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Book Review: The Boys Who Fought by Devdutt Pattanaik

History, they say, is written by the victors. And we live in a world where the lines between history and mythology are fast blurring. Undoubtedly, the works of noted mythologist Devdutt Pattanaik come as a ray of hope in these torrid times.

Already a fan of his works (have read them all), I was keen enough to read ‘The Boys Who Fought’ although the cover clearly said this book is an illustrated version of Mahabharata for the children. In fact, one of the main reasons why I like to read Pattanaik’s books are his illustrations. A simple half=page graphic can convey a thought much easier than a full page of text.

The story of Mahabharata has been told since time immemorial, by various authors. What sets Devdutt Pattanaik apart is his interpretation of the text. Those who have not read ‘Jaya’ must immediately get a copy for themselves. However, this book is largely focused on the feud between Pandavas and Kauravas. And he divided the entire story into six chapters: fight as orphans, fight as refugees, fight as kings, fight as exiles, fight as warriors and fight as hermits.

True to his style, every chapter is full of factoids in grey boxes, catchy illustrations and deep insight into the apparent ‘straight’ storyline. As Devdutt Pattanaik often warns us on Twitter, we must not take mythological texts literally but look for the hidden meaning between the lines. Reading this book surely gives one a new perspective on the giant epic of India.

Devdutt’s books are a treasure trove of learning for anyone who loves mythology. There is a saying in Bengali ‘Ja nei Bharate, ta nei Bharate’ (something which is not mentioned in Mahabharata, does not exist in India). Pattanaik’s interpretation of the book reinforces this old saying even more.

My Rating: 4/5 stars

P.S. This review is part of Flipkart’s Bloggers’ Affiliate Programme

DISCLAIMER: All Images Used In This Post Have Their Respective Copyrights


Book Review: Dance of the Spirits by Sanjai Velayudhan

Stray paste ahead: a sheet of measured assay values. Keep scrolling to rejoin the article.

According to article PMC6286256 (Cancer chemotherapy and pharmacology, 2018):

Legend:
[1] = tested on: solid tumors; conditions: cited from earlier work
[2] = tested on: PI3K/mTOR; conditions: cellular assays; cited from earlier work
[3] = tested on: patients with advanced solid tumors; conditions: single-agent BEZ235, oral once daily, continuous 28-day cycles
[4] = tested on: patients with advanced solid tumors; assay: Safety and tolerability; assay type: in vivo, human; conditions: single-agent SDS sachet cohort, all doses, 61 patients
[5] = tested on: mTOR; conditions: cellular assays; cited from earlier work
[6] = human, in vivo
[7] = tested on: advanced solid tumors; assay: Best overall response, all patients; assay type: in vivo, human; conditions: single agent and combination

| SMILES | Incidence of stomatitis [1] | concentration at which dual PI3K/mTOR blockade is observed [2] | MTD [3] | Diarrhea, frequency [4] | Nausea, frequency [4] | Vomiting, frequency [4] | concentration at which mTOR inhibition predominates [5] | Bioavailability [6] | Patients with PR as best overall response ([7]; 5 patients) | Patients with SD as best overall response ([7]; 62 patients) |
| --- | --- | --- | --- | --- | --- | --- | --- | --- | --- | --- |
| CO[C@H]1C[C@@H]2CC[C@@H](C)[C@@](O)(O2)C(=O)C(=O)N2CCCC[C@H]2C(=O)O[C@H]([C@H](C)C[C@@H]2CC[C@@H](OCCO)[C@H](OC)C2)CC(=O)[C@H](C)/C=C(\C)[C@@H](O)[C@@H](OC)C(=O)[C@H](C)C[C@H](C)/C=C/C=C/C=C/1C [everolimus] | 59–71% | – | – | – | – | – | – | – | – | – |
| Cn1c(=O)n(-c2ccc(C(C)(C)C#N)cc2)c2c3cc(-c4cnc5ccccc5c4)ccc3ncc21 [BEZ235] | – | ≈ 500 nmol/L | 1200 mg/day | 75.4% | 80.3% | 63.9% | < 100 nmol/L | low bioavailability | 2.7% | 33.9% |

Supernatural is a genre that attracts the attention readers worldwide. Indian folklore is richly blessed with tales of supernatural galore. There are many rituals and customs in different parts of the country which cannot be judged by the metrics of modernism.

‘Dance of the Spirits’ by Sanjai Velayudhan is a book which deals with one such ritual from coastal Kerala. ‘Theyyam’ is a ritualistic dance theatre that dates back several eras. ‘Theyyam’ involves ritualistic worship of deities in the open-air, and includes supernatural elements, mythical figures and men dressed in the form of animals. The dancers go into a state of trance during the performance and thus come closer to God.

This mystical dance form sort of sets the mood of the story. In the backdrop of ‘Theyyam’ the author gives us a message that one must always pay for their actions. This intriguing thought is explored in the 300-odd pages where we come across Krish and Maria.

Maria is a research scholar from the US who comes to India to study ‘Theyyam’. In course of time she meets Krish, who is also in town to write a book on the ancient dance form. They are both attracted to each other and the association takes a turn – for better or for worse, is for you to find out in the book.

Instead of the ‘whodunnit’ mystery format, the author went for the thriller mode, which makes the book more endearing. It is more engaging to read a narrative when you know the end but want to find out how events unfold leading to the ultimate climax.

The book gives us an insight into the myriad cultures and rituals that are still practised in the country. It allows us to delve deep into the traditions, alive for centuries, and finally delivers the message that it is not possible to change one’s destiny.

The language is simple and lucid, packed full with emotions. The beautiful descriptions of the ancient traditions will surely captivate the reader. The pages turn fast as the narrative moves at a brisk pace. It is indeed a fascinating work in the domain of supernatural writing in India.

Overall, ‘Dance of the Spirits’ by Sanjai Velayudhan qualifies as an apt book to read on a long train journey, or on a lazy Sunday afternoon, for a fantastic experience.

My Rating: 3/5 stars

P.S. I received a review copy of the book from Leadstart Publishing


DISCLAIMER: All Images Used In This Post Have Their Respective Copyrights

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